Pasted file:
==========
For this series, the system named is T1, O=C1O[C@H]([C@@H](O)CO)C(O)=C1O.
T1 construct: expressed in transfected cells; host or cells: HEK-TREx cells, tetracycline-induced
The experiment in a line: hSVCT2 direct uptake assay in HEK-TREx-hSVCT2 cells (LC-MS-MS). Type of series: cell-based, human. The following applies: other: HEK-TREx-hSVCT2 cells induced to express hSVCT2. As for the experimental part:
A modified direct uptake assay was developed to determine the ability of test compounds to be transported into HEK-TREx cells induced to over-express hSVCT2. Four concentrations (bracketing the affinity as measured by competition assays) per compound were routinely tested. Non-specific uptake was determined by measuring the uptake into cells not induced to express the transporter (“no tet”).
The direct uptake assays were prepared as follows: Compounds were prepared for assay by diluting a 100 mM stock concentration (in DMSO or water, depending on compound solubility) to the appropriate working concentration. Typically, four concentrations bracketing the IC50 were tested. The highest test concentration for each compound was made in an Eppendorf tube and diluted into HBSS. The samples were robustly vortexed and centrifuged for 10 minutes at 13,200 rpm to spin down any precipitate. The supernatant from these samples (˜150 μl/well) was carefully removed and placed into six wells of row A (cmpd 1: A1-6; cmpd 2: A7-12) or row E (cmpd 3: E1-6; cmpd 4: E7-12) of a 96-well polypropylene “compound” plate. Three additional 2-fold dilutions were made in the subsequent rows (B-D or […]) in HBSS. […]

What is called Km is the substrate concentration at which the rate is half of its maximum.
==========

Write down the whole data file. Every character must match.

For this series, the system named is T1, O=C1O[C@H]([C@@H](O)CO)C(O)=C1O.
T1 construct: expressed in transfected cells; host or cells: HEK-TREx cells, tetracycline-induced
The experiment in a line: hSVCT2 direct uptake assay in HEK-TREx-hSVCT2 cells (LC-MS-MS). Type of series: cell-based, human. The following applies: other: HEK-TREx-hSVCT2 cells induced to express hSVCT2. As for the experimental part:
A modified direct uptake assay was developed to determine the ability of test compounds to be transported into HEK-TREx cells induced to over-express hSVCT2. Four concentrations (bracketing the affinity as measured by competition assays) per compound were routinely tested. Non-specific uptake was determined by measuring the uptake into cells not induced to express the transporter (“no tet”).
The direct uptake assays were prepared as follows: Compounds were prepared for assay by diluting a 100 mM stock concentration (in DMSO or water, depending on compound solubility) to the appropriate working concentration. Typically, four concentrations bracketing the IC50 were tested. The highest test concentration for each compound was made in an Eppendorf tube and diluted into HBSS. The samples were robustly vortexed and centrifuged for 10 minutes at 13,200 rpm to spin down any precipitate. The supernatant from these samples (˜150 μl/well) was carefully removed and placed into six wells of row A (cmpd 1: A1-6; cmpd 2: A7-12) or row E (cmpd 3: E1-6; cmpd 4: E7-12) of a 96-well polypropylene “compound” plate. Three additional 2-fold dilutions were made in the subsequent rows (B-D or […]) in HBSS. […]

What is called Km is the substrate concentration at which the rate is half of its maximum.